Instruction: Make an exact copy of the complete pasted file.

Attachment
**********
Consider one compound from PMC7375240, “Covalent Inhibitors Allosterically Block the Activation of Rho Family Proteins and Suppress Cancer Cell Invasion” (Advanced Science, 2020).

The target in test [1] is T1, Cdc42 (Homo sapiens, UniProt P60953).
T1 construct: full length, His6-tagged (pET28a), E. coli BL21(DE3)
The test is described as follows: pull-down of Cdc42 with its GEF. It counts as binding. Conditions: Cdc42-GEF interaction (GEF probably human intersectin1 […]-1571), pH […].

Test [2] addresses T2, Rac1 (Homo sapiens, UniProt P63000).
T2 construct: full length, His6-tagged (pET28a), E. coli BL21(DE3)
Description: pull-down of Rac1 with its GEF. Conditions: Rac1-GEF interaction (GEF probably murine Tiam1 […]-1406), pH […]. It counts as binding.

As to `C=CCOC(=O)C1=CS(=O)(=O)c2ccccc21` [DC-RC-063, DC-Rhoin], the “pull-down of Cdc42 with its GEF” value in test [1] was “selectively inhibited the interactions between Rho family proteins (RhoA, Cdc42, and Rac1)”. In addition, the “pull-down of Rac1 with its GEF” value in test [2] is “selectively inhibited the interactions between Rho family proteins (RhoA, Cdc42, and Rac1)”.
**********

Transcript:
Consider one compound from PMC7375240, “Covalent Inhibitors Allosterically Block the Activation of Rho Family Proteins and Suppress Cancer Cell Invasion” (Advanced Science, 2020).

The target in test [1] is T1, Cdc42 (Homo sapiens, UniProt P60953).
T1 construct: full length, His6-tagged (pET28a), E. coli BL21(DE3)
The test is described as follows: pull-down of Cdc42 with its GEF. It counts as binding. Conditions: Cdc42-GEF interaction (GEF probably human intersectin1 […]-1571), pH […].

Test [2] addresses T2, Rac1 (Homo sapiens, UniProt P63000).
T2 construct: full length, His6-tagged (pET28a), E. coli BL21(DE3)
Description: pull-down of Rac1 with its GEF. Conditions: Rac1-GEF interaction (GEF probably murine Tiam1 […]-1406), pH […]. It counts as binding.

As to `C=CCOC(=O)C1=CS(=O)(=O)c2ccccc21` [DC-RC-063, DC-Rhoin], the “pull-down of Cdc42 with its GEF” value in test [1] was “selectively inhibited the interactions between Rho family proteins (RhoA, Cdc42, and Rac1)”. In addition, the “pull-down of Rac1 with its GEF” value in test [2] is “selectively inhibited the interactions between Rho family proteins (RhoA, Cdc42, and Rac1)”.